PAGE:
Claudia Puig: Yes DDL was the funniest AND classiest!
John Elliot: Let’s talk about the wins. I can think of ONE big surprise (director), but were you caught off guard by any of the other wins?
Claudia Puig: Brian, I know you and I were big Life of Pi fans. How great was it that Ang Lee won?
I was sure it was going to be Spielberg. I think Ang Lee is such a great director
Brian Truitt: I thought it was pretty cool and couldn’t have gone to a nicer guy. And how awesome was that pic that caught him afterward woofing down an In-N-Out burger in one hand and holding Oscar in the other.
Claudia Puig: He’s the most down-to-earth genius I’ve ever met!
Not that I know a lot of geniuses…
Brian Truitt: Plus, i don’t think it was THAT much of a surprise. Benh Zeitlin winning would have been a surprise. Everybody knew Lee kinda killed it. I wonder how close Life of Pi got votewise to best pic…
Claudia Puig: I interviewed Ang Lee for Crouching Tiger and he said that if he’s offered a script and he can figure out how to shoot it, he’ll turn it dow\n. He only takes on projects that scare him. I love that philosophy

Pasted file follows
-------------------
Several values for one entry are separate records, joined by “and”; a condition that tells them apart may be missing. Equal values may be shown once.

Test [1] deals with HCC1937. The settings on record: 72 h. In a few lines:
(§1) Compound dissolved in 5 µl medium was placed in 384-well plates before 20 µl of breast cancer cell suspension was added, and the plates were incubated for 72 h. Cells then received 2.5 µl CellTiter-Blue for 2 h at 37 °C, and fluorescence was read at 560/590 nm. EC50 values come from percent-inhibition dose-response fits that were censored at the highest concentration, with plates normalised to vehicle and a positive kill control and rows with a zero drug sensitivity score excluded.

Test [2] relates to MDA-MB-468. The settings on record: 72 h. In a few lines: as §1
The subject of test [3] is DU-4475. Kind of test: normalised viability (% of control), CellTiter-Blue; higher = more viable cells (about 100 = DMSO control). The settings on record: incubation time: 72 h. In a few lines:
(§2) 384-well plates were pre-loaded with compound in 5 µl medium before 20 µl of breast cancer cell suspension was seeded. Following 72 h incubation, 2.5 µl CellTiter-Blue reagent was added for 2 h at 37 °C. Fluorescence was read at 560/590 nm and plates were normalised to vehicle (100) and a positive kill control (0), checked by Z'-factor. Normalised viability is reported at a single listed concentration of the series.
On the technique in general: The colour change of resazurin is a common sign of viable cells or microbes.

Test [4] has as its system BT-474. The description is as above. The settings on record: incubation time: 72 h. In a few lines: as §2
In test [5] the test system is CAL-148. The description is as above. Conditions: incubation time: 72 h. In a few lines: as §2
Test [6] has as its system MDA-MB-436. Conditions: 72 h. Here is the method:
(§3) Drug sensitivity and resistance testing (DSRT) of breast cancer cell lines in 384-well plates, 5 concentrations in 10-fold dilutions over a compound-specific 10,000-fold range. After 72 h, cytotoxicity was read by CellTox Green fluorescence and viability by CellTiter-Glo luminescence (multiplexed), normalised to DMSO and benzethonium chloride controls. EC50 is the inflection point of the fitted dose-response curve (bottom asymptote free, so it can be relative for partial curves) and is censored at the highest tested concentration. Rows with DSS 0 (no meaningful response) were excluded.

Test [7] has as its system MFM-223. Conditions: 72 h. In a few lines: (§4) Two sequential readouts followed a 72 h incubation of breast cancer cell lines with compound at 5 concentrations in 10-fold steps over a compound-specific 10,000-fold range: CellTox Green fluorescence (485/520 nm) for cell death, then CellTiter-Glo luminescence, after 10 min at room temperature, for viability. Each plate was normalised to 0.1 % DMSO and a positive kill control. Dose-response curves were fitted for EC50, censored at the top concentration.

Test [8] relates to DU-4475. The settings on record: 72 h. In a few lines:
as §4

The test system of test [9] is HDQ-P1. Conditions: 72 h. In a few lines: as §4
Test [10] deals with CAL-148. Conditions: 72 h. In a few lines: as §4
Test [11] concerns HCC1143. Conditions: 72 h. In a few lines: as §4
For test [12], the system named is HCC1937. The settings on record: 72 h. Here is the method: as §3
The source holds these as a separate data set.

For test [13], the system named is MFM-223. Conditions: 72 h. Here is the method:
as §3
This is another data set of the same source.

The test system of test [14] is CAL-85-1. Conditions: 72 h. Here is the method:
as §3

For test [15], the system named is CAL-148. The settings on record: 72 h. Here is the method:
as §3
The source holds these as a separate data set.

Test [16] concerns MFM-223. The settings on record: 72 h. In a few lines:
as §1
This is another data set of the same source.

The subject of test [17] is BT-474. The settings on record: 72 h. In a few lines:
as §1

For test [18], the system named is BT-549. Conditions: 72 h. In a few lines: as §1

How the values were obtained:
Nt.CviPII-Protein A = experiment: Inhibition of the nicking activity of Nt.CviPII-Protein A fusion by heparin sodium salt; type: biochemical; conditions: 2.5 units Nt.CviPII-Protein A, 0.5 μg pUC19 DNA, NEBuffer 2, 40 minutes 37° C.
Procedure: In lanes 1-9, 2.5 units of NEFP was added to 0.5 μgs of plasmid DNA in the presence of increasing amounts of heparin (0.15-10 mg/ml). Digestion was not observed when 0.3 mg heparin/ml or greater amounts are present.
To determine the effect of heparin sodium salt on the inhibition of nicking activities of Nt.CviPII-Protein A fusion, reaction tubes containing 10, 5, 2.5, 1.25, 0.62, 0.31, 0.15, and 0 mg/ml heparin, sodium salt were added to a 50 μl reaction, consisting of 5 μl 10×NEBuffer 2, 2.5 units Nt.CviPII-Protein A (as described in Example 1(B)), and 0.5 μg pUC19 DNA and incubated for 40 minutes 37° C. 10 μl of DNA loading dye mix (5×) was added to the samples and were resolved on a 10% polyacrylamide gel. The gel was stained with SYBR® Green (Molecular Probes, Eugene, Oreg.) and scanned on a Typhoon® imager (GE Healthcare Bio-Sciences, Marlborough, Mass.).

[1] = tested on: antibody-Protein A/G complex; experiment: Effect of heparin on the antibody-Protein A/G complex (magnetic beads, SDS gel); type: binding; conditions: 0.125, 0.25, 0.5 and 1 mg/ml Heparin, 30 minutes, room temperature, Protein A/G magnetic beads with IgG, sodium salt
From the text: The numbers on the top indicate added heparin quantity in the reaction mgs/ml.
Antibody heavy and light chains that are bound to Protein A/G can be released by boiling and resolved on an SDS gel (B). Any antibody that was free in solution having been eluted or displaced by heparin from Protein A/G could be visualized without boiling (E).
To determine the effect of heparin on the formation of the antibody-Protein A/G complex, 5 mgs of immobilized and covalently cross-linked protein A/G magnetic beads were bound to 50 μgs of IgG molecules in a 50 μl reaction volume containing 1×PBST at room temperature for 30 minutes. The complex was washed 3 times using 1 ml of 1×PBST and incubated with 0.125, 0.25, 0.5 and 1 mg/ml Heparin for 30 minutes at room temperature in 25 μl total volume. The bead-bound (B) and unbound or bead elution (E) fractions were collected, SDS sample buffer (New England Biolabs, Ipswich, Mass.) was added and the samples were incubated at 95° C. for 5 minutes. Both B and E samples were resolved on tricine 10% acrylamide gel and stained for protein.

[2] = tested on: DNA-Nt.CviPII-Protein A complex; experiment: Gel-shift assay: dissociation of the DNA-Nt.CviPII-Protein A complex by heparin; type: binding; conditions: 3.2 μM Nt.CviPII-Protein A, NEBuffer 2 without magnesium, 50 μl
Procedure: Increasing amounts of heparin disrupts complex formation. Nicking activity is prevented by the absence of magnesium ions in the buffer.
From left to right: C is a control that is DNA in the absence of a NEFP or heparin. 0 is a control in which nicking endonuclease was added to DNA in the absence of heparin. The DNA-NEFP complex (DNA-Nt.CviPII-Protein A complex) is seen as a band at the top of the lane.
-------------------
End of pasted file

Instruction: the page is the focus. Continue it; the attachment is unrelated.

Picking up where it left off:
Brian Truitt: I interviewed him for Hulk, and while it wasn’t the greatest superhero film of all time, he treated the material with his own sense of respect. Props for that.
Claudia Puig: Even his misses are more interesting than most people’s films
John Elliot: Were you pleased with the winners? Any disappointments?
Claudia Puig: I like the way the awards were kind of spread out…And was happy to see Tarantino and Waltz get some love. I was happy with Argo winning, but as much as I like Jennifer Lawrence—and her Jack Nicholson interruption interview moment is priceless—i wish Emmanuelle Riva had won. Hers was really the best, most complex performance